1. ## riemann integrable

Let [0,1] ---> R be bounded. Let f be decreasing. By consideration of the sequence of dissection (Dn) of [0,1] show that f is integrable.

Let E > 0. Then for all N such that s(Dw) < E.

Hence it satisfies Riemann's criteria for integrability.

Can some please help me with this question, as my answer as it stands is rubbish and obviously too short, but I don't see what else to say

2. Originally Posted by hunkydory19
Let [0,1] ---> R be bounded. Let f be decreasing. By consideration of the sequence of dissection (Dn) of [0,1] show that f is integrable.

Let E > 0. Then for all N such that s(Dw) < E.

Hence it satisfies Riemann's criteria for integrability.

Can some please help me with this question, as my answer as it stands is rubbish and obviously too short, but I don't see what else to say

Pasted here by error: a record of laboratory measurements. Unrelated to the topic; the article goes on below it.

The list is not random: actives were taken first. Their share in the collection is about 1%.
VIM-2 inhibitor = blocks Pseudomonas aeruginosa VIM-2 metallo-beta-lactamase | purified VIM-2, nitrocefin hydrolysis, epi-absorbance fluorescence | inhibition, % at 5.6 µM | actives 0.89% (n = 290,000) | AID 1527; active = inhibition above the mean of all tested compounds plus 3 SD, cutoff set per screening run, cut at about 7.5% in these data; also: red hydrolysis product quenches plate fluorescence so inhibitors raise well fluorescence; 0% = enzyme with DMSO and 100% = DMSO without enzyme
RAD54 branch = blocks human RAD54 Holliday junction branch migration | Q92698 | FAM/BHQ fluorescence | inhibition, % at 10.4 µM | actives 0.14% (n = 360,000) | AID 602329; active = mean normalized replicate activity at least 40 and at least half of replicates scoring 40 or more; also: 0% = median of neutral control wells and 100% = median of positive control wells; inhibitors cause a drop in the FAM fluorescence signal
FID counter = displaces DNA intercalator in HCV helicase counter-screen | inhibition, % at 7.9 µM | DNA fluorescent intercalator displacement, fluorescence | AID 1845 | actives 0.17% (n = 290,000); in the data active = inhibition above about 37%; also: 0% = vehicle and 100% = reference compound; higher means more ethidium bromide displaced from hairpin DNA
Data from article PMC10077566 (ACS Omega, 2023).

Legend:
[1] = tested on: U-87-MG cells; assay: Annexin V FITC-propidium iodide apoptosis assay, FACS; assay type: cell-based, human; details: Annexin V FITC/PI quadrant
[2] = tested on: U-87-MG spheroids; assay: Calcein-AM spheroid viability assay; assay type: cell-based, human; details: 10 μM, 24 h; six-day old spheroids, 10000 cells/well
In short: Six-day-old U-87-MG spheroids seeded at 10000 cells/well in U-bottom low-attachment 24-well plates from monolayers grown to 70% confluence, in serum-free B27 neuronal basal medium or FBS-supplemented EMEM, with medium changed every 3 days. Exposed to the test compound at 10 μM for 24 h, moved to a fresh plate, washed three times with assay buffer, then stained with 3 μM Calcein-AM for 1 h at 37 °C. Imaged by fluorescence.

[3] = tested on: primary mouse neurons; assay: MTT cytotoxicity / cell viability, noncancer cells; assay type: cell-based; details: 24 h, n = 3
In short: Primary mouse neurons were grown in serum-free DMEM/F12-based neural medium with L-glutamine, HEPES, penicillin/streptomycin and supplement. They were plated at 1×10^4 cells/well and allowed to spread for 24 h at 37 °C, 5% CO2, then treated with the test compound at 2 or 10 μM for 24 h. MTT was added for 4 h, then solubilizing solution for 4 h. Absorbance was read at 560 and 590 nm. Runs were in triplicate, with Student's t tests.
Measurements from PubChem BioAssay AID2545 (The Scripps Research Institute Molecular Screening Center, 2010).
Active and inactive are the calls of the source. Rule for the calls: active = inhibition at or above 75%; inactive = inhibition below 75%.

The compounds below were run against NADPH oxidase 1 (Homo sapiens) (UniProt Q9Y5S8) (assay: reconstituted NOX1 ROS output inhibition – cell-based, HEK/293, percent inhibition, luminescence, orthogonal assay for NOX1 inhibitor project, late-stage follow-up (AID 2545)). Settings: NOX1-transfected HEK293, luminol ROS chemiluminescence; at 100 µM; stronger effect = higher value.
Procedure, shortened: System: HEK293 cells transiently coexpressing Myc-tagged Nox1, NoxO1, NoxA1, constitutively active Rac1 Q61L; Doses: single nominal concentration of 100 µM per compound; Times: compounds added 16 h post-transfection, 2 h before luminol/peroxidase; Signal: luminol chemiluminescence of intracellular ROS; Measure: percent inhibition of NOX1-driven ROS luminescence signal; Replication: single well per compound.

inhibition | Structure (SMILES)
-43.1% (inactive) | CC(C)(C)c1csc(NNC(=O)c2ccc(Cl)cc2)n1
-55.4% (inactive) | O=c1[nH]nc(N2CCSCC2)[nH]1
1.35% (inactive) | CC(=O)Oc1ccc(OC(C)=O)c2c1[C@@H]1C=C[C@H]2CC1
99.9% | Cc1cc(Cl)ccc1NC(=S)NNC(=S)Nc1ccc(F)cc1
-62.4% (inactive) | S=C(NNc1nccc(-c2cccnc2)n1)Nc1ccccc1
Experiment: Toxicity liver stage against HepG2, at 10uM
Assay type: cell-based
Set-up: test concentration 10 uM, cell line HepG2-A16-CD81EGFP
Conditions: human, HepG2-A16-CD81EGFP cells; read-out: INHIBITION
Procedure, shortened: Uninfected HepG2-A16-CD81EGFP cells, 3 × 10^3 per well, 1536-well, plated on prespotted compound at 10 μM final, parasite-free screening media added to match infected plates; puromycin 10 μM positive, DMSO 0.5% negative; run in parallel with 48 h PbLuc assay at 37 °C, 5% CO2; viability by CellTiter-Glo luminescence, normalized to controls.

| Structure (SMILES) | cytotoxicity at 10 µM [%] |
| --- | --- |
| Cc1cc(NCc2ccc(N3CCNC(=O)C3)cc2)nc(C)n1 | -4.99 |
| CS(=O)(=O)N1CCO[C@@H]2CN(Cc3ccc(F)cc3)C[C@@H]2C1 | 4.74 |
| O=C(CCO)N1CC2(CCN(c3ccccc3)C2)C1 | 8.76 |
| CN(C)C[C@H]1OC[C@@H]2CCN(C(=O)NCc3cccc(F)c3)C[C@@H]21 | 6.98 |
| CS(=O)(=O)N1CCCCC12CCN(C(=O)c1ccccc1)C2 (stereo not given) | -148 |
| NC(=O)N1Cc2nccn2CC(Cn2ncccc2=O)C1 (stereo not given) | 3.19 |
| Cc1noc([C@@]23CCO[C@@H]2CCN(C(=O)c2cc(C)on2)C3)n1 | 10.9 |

Suppose that f is increasing on [0,1] then if $0\leq x\leq 1$ we have $f(0)\leq f(x)\leq f(1)$ thus f is a bounded function. Let P be a partition of [0,1] then difference between the upper and lower sum is $\sum_{k=1}^n(\sup\{ f:[x_{k-1},x_k]\} - \inf \{ f: [x_{k-1},x_k]\} )(x_k-x_{k-1}) =$ $\sum_{k=1}^n (f(x_k) - f(x_{k-1})(x_k - x_{k-1}) \leq \sum_{k=1}^n (f(x_k) - f(x_{k-1})\delta = (f(1) - f(0))\delta$ where $\delta = \max_{1\leq k\leq n} (x_k - x_{k-1})$. Thus, if we choose $\epsilon < \frac{\delta}{f(1)-f(0)}$ then we insure that the upper and lower sums are withing $\epsilon$ of eachother. And so the function is integrable.